Shuttle launch pads filled for summer station missions
Posted: July 2, 2001

For the first time in 18 months both space shuttle launch pads at Kennedy Space Center are occupied following Monday's rollout of Discovery in preparation for blastoff in August on a mission to exchange the resident crew aboard the international space station. Discovery joins sistership Atlantis, which was rolled out June 21.

Pad 39A
Discovery arrives at pad 39A for liftoff in August on mission STS-105. Photo: NASA-KSC
Riding atop an Apollo-era tracked transporter, Discovery began the 3.5-mile trip from the 52-story Vehicle Assembly Building at 1:28 a.m. EDT and arrived at pad 39A at 7:42 a.m. EDT.

Just over a mile north of Discovery's pad is where Atlantis sits atop pad 39B being readied for liftoff July 12 to deliver a $164 million airlock to the space station.

The rare sight of two shuttles on the KSC pads hasn't been seen since December 1999, and has occurred only 15 previous times in the program's 20-year history.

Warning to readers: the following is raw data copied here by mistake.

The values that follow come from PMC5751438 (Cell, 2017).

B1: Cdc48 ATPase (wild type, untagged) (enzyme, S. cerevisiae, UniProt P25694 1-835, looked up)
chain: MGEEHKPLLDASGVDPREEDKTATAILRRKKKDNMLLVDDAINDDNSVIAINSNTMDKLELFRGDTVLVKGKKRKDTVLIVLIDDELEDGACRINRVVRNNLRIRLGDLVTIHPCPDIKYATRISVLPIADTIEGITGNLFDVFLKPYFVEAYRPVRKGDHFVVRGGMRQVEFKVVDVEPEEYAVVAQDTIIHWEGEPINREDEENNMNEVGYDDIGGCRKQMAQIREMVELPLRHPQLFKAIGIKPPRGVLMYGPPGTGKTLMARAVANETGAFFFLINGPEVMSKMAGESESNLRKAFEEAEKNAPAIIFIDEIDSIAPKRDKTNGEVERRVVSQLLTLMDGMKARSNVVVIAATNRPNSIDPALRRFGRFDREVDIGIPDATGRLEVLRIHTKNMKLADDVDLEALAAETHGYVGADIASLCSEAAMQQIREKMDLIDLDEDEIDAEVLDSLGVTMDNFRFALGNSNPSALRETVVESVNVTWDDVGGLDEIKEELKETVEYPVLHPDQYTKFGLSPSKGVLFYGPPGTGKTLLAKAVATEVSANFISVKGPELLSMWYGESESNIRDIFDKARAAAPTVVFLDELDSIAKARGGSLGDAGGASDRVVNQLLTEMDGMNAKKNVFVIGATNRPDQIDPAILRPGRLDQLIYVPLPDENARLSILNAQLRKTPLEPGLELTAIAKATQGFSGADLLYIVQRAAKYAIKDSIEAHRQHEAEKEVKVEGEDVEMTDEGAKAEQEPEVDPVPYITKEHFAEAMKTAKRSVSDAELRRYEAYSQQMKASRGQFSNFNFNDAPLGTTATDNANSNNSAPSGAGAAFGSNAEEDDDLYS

Complex 39
Discovery sits atop pad 39A (left) with Atlantis on pad 39B (right). Photo: NASA-KSC
Discovery's launch date remains up in the air. NASA has tentatively penciled in August 5 as the earliest the mission might take off, but the space agency is expected to slip the date back a few more days to around August 9 to give more spacing between the flights of Atlantis and Discovery.

While making its 30th flight into space, Discovery will play taxi by launching the Expedition Three crew -- commander Frank Culbertson and Russian cosmonauts Mikhail Turin and Vladimir Dezhurov -- and returning to Earth Expedition Two -- commander Yuri Usachev and astronauts Jim Voss and Susan Helms.

Discovery is slated to spend 12 days aloft and carry the Italian-built Leonardo cargo module that will deliver equipment, supplies and experiments to the space station. Discovery will be commanded by Scott Horowitz with pilot Rick Sturckow. Mission specialists Daniel Barry and Patrick Forrester plan to conduct two spacewalks while docked to the station.

A view of Discovery from high up on the Fixed Service Structure. Photo: NASA-KSC